I think the title says it all, but this past weekend, Chesh and I celebrated our ONE YEAR ANNIVERSARY! Talk about big deal stuff!! We went to Traverse City, MI to re-assert ourselves into civilization, and use up some gift cards we’ve been hoarding for a year.
We had an absolutely amazing time, eating at Olive Garden and Outback Steak House, checking out the mall, Target, Bed, Bath, & Beyond, swimming at the hotel’s pool, and heading to the AMC to see Black Panther and Ready Player One. It was a FANTASTIC weekend. We also spent over 6 hours in the car on the ride to and from Traverse City, and we had some great conversations (interspersed with Broadway songs, sung at the top of our lungs. You haven’t lived until you’ve heard Chesh sing Defying Gravity in falsetto…).
One of the things we talked about was marriage, relationships, and why some work and some don’t. When we first started dating we read tons of books, listened to podcasts, and read blogs about relationships and how to have a healthy one. We wanted our relationship to be long lasting, real, honest, and look at some of the best tools for forming a friendship that would last forever. Coming from a Christian background, we both found that the majority of Christian dating books were pretty bad, skirting important issues and quoting the same verses over and over.
For two people who had been asking questions about Christianity and who had been testing all aspects of their faith, these books didn’t meet standards. If Christians our age were using books like “I Kissed Dating Goodbye” as their base for information on “proper Christian
dating courtship” then it made perfect sense why Christian couples (specifically our friends we saw getting married at Bible college) were failing in their relationships. At a Christian Bible college, we saw it all the time: Couples getting married early and divorcing a year later, couples getting pregnant and trying to cover it up with a hasty marriage so they wouldn’t get kicked out of school, couples getting married just because they didn’t want to have pre-marital sex, so they did it the “right way”….
I’m not an expert. I’ll say that now. And I’m not saying there aren’t some amazing relationships a marriages in people our age who are spiritually-minded. I’ve only been married for a year and I don’t have as much experience under my belt as a lot of other people. BUT I do know what I’ve seen and I do know that it’s incredibly hard to find good resources and good advice for young spiritually-minded couples who want to develop a healthy relationship.
So, Chesh and I are in the process of writing a book. A relationship book that we wished we had had access to while we were dating. A resource that had decent advice like: “Lord have mercy, don’t do devotions together!” and “Don’t strive to be a Proverbs 31 woman!” and “How to break up with someone without using the phrase: ‘The Lord told me to…'”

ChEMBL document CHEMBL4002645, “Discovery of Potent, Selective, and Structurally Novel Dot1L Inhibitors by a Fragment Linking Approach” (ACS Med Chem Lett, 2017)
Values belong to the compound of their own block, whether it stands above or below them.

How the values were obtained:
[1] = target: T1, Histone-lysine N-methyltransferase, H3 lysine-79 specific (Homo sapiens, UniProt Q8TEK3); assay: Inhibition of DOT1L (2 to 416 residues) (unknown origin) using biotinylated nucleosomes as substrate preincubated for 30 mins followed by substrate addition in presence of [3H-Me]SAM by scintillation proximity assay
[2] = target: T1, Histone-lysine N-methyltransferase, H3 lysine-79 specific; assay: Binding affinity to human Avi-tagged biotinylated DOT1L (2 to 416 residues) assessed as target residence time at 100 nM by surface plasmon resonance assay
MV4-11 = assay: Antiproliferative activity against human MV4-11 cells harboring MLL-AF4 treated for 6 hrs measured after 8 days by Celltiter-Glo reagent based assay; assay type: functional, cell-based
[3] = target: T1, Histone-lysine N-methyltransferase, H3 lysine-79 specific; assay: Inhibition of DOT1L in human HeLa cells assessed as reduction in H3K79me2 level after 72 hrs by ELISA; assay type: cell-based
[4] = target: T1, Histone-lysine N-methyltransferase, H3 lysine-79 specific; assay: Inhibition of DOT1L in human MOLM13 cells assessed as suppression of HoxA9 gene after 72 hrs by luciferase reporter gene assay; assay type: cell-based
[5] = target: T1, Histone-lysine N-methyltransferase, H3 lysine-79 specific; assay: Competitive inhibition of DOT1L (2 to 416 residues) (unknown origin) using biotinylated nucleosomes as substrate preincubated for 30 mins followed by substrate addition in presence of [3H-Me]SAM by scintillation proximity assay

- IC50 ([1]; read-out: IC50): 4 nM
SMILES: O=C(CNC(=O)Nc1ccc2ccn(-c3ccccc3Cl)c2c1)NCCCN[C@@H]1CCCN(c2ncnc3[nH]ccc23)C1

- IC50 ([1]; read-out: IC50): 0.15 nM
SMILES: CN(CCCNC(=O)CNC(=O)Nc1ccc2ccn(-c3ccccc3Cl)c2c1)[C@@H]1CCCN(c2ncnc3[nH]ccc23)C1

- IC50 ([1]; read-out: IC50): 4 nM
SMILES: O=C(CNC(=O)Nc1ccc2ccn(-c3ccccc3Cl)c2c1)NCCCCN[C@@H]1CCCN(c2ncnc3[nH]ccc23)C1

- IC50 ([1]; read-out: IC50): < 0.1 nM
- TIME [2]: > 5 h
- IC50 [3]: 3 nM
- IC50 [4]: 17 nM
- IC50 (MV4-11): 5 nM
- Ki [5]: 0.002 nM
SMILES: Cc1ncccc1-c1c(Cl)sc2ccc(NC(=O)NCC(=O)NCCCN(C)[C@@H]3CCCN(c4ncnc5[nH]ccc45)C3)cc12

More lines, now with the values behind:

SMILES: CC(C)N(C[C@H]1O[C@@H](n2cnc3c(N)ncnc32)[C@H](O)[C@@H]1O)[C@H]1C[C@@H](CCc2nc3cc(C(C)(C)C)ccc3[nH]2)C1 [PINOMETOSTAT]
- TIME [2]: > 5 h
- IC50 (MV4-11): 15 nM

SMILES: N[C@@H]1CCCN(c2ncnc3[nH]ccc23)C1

This book probably won’t be finished any time soon. That gives us time to think and write and bounce ideas back and forth, turning our own experience into some decent advice. This past year has been amazing as I’m reminded over and over again how amazing Cheshire is. Loving him has made me a significantly better person, loving other people better because of how he loves me. Kinda cool, huh?
I suppose I’ve ranted long enough, so I’ll leave you with some super cute pictures from our wedding a year ago, and some things I’ve learned after a year of marriage.
After a year of marriage, I’ve learned…
- It’s so much easier to just talk about stuff. I think the phrase I love (and use) the most is “What are your expectations?” Whether it’s weekend plans, meals, sex, dying hair, or dishes, knowing the other person’s expectations can solve problems before they happen.
- Shut up, and LISTEN. It’s not about you. It’s about them. Drop the attitude, and get over yourself.
- If you want/need something, say it. There’s no use stewing on it and telling yourself it’ll work itself out, when you could just tell your spouse. They can’t read your mind.
- Talk about sex. Talk about what you want, what your spouse wants, how often, where, when, how. Talk about what works and especially about what doesn’t. (And surprise, surprise to good Christian home-schoolers everywhere: It’s totally okay to get kinky.)
- Read the cues. If your spouse doesn’t like you telling a certain story, don’t tell it. If you find yourself laughing while they’re silent, maybe you shouldn’t be laughing. Notice when the other person goes quiet; you’ve probably hit a nerve.
- Ask “What are you thinking about?” instead of “What’s wrong?”
- Answer the “What are you thinking about?” question TRUTHFULLY. Even if you were thinking about cute fluffy corgi butts, tell them.
- Don’t ever assume that your relationship with your spouse will be perfect. It won’t. If something is working, talk about it. DO NOT. DO NOT DO NOT DO NOT brush it under the rug. This doesn’t work.
- Spend time apart. Girls nights, guys nights; knowing when to do something AWAY from your partner. If your identity is wrapped up in being with them all the time, you’ll end up losing who YOU are.
- Flirt. Yes, you heard me. Flirt with your partner. We pinch each others butts a lot, both in public and at home. If it’s not in your comfort zone to flirt in public, then still do it at home. Don’t stop flirting just because you’re married to your partner.
- Just be. Spend time doing absolutely nothing together, listening to each others breath. Listen to their heartbeat. That might be my favorite sound in the world.